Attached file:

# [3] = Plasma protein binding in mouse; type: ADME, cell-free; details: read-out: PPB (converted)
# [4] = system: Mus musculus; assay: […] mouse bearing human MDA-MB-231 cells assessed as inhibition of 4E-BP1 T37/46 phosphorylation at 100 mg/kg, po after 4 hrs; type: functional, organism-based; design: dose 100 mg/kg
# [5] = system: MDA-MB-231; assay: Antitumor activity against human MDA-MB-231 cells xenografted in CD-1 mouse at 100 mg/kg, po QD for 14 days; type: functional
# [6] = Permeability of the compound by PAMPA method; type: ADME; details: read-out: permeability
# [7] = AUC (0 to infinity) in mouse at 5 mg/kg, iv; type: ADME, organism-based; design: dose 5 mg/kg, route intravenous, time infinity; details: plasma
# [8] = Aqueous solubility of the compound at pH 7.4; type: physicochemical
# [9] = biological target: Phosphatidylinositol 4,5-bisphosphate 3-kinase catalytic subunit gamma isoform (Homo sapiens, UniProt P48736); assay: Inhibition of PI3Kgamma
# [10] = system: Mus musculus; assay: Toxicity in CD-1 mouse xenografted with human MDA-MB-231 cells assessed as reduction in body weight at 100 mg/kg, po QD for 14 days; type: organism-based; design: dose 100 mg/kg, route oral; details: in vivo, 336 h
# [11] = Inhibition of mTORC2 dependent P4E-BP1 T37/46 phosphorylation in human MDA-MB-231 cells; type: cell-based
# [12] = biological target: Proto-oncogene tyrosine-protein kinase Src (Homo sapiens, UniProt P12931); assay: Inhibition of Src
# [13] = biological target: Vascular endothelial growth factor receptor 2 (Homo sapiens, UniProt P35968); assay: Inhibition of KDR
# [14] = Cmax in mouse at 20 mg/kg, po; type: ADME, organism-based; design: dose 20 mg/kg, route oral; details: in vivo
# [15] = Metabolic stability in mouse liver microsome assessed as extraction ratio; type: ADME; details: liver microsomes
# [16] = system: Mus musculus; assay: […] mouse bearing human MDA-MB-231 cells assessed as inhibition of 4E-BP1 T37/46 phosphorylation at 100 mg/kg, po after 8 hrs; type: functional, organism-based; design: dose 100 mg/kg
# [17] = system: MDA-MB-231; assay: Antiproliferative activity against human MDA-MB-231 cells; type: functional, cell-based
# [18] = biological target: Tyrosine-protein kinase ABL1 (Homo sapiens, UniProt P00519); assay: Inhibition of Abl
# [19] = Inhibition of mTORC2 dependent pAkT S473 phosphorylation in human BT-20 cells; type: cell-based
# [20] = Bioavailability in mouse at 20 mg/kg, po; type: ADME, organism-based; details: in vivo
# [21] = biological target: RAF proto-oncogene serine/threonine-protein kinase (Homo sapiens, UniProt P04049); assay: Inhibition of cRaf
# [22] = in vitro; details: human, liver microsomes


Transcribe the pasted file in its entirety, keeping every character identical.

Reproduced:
# [3] = Plasma protein binding in mouse; type: ADME, cell-free; details: read-out: PPB (converted)
# [4] = system: Mus musculus; assay: […] mouse bearing human MDA-MB-231 cells assessed as inhibition of 4E-BP1 T37/46 phosphorylation at 100 mg/kg, po after 4 hrs; type: functional, organism-based; design: dose 100 mg/kg
# [5] = system: MDA-MB-231; assay: Antitumor activity against human MDA-MB-231 cells xenografted in CD-1 mouse at 100 mg/kg, po QD for 14 days; type: functional
# [6] = Permeability of the compound by PAMPA method; type: ADME; details: read-out: permeability
# [7] = AUC (0 to infinity) in mouse at 5 mg/kg, iv; type: ADME, organism-based; design: dose 5 mg/kg, route intravenous, time infinity; details: plasma
# [8] = Aqueous solubility of the compound at pH 7.4; type: physicochemical
# [9] = biological target: Phosphatidylinositol 4,5-bisphosphate 3-kinase catalytic subunit gamma isoform (Homo sapiens, UniProt P48736); assay: Inhibition of PI3Kgamma
# [10] = system: Mus musculus; assay: Toxicity in CD-1 mouse xenografted with human MDA-MB-231 cells assessed as reduction in body weight at 100 mg/kg, po QD for 14 days; type: organism-based; design: dose 100 mg/kg, route oral; details: in vivo, 336 h
# [11] = Inhibition of mTORC2 dependent P4E-BP1 T37/46 phosphorylation in human MDA-MB-231 cells; type: cell-based
# [12] = biological target: Proto-oncogene tyrosine-protein kinase Src (Homo sapiens, UniProt P12931); assay: Inhibition of Src
# [13] = biological target: Vascular endothelial growth factor receptor 2 (Homo sapiens, UniProt P35968); assay: Inhibition of KDR
# [14] = Cmax in mouse at 20 mg/kg, po; type: ADME, organism-based; design: dose 20 mg/kg, route oral; details: in vivo
# [15] = Metabolic stability in mouse liver microsome assessed as extraction ratio; type: ADME; details: liver microsomes
# [16] = system: Mus musculus; assay: […] mouse bearing human MDA-MB-231 cells assessed as inhibition of 4E-BP1 T37/46 phosphorylation at 100 mg/kg, po after 8 hrs; type: functional, organism-based; design: dose 100 mg/kg
# [17] = system: MDA-MB-231; assay: Antiproliferative activity against human MDA-MB-231 cells; type: functional, cell-based
# [18] = biological target: Tyrosine-protein kinase ABL1 (Homo sapiens, UniProt P00519); assay: Inhibition of Abl
# [19] = Inhibition of mTORC2 dependent pAkT S473 phosphorylation in human BT-20 cells; type: cell-based
# [20] = Bioavailability in mouse at 20 mg/kg, po; type: ADME, organism-based; details: in vivo
# [21] = biological target: RAF proto-oncogene serine/threonine-protein kinase (Homo sapiens, UniProt P04049); assay: Inhibition of cRaf
# [22] = in vitro; details: human, liver microsomes